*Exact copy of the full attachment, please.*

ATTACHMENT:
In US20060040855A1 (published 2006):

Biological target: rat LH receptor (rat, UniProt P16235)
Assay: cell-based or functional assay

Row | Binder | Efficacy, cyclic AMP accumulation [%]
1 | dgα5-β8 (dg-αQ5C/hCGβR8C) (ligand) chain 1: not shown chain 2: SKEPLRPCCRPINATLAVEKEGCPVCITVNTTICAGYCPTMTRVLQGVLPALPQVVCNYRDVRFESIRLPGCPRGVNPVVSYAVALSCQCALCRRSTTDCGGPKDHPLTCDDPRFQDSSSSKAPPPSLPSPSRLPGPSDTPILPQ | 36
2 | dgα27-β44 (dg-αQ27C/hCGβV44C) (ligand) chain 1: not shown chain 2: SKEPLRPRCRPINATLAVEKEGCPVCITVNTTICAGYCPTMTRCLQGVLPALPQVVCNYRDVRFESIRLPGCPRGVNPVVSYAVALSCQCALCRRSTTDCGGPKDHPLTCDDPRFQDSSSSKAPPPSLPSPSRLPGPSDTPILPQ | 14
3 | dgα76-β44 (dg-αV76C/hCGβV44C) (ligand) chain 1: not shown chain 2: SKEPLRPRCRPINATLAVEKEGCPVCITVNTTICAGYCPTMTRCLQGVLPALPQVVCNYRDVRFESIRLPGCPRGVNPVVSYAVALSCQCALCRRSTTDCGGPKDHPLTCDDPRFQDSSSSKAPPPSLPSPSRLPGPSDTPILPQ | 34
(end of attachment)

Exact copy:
In US20060040855A1 (published 2006):

Biological target: rat LH receptor (rat, UniProt P16235)
Assay: cell-based or functional assay

Row | Binder | Efficacy, cyclic AMP accumulation [%]
1 | dgα5-β8 (dg-αQ5C/hCGβR8C) (ligand) chain 1: not shown chain 2: SKEPLRPCCRPINATLAVEKEGCPVCITVNTTICAGYCPTMTRVLQGVLPALPQVVCNYRDVRFESIRLPGCPRGVNPVVSYAVALSCQCALCRRSTTDCGGPKDHPLTCDDPRFQDSSSSKAPPPSLPSPSRLPGPSDTPILPQ | 36
2 | dgα27-β44 (dg-αQ27C/hCGβV44C) (ligand) chain 1: not shown chain 2: SKEPLRPRCRPINATLAVEKEGCPVCITVNTTICAGYCPTMTRCLQGVLPALPQVVCNYRDVRFESIRLPGCPRGVNPVVSYAVALSCQCALCRRSTTDCGGPKDHPLTCDDPRFQDSSSSKAPPPSLPSPSRLPGPSDTPILPQ | 14
3 | dgα76-β44 (dg-αV76C/hCGβV44C) (ligand) chain 1: not shown chain 2: SKEPLRPRCRPINATLAVEKEGCPVCITVNTTICAGYCPTMTRCLQGVLPALPQVVCNYRDVRFESIRLPGCPRGVNPVVSYAVALSCQCALCRRSTTDCGGPKDHPLTCDDPRFQDSSSSKAPPPSLPSPSRLPGPSDTPILPQ | 34